Cocoa Butter

Cocoa Butter is a natural moisturizer that melts at room temperature which makes it ideal for your skin. Its health benefits come from its cocoa mass polyphenol.

A Topical Application
Cocoa butter, also called theobroma oil or theobroma cacao, is a pale-yellow, pure, edible vegetable fat extracted from the cocoa bean. To obtain cocoa butter, cocoa beans are fermented, roasted, and then separated from their hulls. About 54 to 58 percent of the residue is cocoa butter. Cocoa butter is usually deodorized to remove its strong and undesirable taste. Cocoa butter is used to make chocolate, biscuits, and baked goods. It is also used in manufacturing some pharmaceuticals, ointments, and toiletries. Cocoa butter adds flavor, scent, and smoothness to these products. It has a mild chocolate flavor and aroma.

Active Reagent
The main active reagents of cocoa butter are oleic, stearic, and palmitic acids and they are found in about equal amounts. Oleic acid, also found in olive oil, is a heart-healthy monounsaturated fat. Stearic and palmitic acids are saturated fats. Saturated fats are generally considered responsible for increasing cholesterol levels. However, according to several studies, stearic acid, a long-chain fatty acid, does not appear to raise cholesterol. While palmitic acid does, it only makes up a third of cocoa butter’s calories. If you are going to ingest cocoa butter, it is better to consume it in the form of high-quality dark chocolate, which has lower sugar. Scientists have linked the cocoa (in dark chocolate and cocoa butter) to a reduction of blood pressure and heart disease. Here’s your personal guide to stay heart healthy.

Health Benefits

  • Stretch marks: Cocoa butter is widely used as a treatment for pregnancy stretch marks. With its A, B1, B2, B3, C, E, vitamins, it is excellent moisturizer for skin health. (Related article: 5 Natural Home Remedies To Get Rid Of Stretch Marks)
  • Heart health: A 2006 study in the American Heart Association journal “Circulation: Heart Failure,” reported that middle-aged and elderly women who regularly ate a small amount of chocolate had a 32 percent lower risk of heart failure. Although scientists are not sure why, it could be from its oleic acid or its cocoa mass polyphenol (CMP), which may protect against heart disease. (Related Article: 4 Reasons You Should Add Raw Cacao To Your Diet)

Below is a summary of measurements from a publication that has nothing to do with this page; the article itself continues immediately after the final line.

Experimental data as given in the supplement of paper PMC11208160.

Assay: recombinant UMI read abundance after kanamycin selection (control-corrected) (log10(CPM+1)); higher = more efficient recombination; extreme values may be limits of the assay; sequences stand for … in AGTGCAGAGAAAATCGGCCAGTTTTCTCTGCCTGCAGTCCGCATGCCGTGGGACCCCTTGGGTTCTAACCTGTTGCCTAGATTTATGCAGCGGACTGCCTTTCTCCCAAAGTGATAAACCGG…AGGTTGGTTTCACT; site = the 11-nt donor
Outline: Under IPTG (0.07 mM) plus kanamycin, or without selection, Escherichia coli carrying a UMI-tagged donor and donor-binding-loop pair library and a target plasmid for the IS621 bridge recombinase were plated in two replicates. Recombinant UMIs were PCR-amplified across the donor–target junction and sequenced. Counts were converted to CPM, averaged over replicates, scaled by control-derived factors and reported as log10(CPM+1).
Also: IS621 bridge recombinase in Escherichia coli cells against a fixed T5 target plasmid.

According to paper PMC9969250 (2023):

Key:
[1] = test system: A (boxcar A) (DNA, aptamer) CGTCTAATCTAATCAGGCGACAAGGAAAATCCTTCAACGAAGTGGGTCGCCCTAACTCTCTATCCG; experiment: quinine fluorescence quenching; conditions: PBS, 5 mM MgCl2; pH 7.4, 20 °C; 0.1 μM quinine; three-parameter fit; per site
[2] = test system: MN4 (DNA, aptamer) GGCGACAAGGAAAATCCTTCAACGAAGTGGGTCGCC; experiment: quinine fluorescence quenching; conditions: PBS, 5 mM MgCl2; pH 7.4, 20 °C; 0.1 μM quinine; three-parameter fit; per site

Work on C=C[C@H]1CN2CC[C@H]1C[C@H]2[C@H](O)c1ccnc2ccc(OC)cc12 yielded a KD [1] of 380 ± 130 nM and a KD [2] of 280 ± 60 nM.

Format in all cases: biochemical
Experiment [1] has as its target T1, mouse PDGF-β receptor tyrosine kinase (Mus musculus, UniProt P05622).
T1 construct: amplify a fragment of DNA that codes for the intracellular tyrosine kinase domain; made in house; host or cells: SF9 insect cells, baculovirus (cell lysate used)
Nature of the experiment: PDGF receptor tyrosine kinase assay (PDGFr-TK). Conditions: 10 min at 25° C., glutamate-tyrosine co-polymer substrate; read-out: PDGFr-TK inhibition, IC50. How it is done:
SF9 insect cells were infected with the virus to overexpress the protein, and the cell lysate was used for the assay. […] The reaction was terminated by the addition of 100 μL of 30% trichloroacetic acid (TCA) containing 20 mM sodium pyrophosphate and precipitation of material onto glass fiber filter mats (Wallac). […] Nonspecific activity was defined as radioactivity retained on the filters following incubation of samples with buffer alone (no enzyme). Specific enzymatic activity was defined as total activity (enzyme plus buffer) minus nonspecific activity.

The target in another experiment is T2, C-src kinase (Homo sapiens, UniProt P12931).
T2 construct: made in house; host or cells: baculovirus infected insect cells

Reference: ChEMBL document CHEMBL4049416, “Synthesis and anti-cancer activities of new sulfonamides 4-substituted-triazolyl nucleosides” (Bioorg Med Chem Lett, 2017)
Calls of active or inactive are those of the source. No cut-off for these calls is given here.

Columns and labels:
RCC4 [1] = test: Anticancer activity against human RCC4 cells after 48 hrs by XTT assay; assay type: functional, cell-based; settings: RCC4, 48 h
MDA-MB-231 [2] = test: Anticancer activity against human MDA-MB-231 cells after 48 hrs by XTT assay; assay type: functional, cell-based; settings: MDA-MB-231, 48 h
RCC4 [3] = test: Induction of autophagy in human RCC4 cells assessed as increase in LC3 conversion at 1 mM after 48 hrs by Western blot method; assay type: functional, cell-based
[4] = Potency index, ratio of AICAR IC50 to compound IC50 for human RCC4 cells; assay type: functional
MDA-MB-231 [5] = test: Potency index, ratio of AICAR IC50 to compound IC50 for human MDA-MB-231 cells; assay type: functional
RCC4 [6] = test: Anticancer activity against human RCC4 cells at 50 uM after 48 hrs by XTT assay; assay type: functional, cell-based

• Immune system health: Preliminary research indicates that CMP (cocoa mass polyphenol) actually helps suppress excessive T-cell activity in the immune system, which could lead to possible treatment in immune system conditions such as psoriasis, fibromyalgia, and chronic fatigue syndrome. (Related Article: 5 Wonder Herbs To Boost Immunity)
  • Skin health:  Cocoa butter has often been recommended for treatment of skin conditions such as eczema and dermatitis. Cocoa butter, when applied topically, creates a barrier between sensitive skin and the environment and helps retain needed moisture. In addition, cocoa butter contains cocoa mass polyphenol (CMP), a substance that inhibits the production of the immuno globulin IgE. IgE is known to aggravate symptoms of both dermatitis and eczema. (Related Article: Get Deliciously Flawless Skin With These Chocolate DIYs)
  • May help prevent cancer: Cocoa butter, like chocolate, contains a lot of CMP. It has been reported that CMP inhibits the growth of cancerous cells and tumors by inhibiting the oxidation of LDL cholesterol and the production of inflammatory cells. (Related Article: How Yoga Helps Cancer Patients & Survivors)

Side Effects

  • Weight gain:  In one tablespoon of cocoa butter oil, there are 120 calories. There are roughly 14 g of total fat, more than half of which come from saturated fat. Based on a 2,000 calorie diet, it is recommended that you have 65 grams fat daily, so cocoa butter gives you 16 % of your RDA of daily fat.
  • Allergies: Cocoa butter is a common ingredient in skin care products. It is beneficial to many of its users, but it can cause allergies, such as skin rashes, especially those allergic to nuts. This rash may be red, dry with little bumps. In severe cases, blistering can occur and it can feel like a burn. (Related Articles: The Science Behind Allergies, Tips For Combating Indoor Allergies)
  • Other side effects: Possibility of indigestion, colic in sensitive infants, and chest pain for those with heart problems, breathing difficulties, insomnia (because of the caffeine) and others.

The health benefits of cocoa butter are from its cocoa mass polyphenol and its oleic acid, which are good to boost the immune system, skin health and may help prevent cancer. Cocoa butter has high levels of fat, so it’s best to do it in moderation. Dark chocolate contains less milk and sugar than light, and is better for heart health and possible weight gain.

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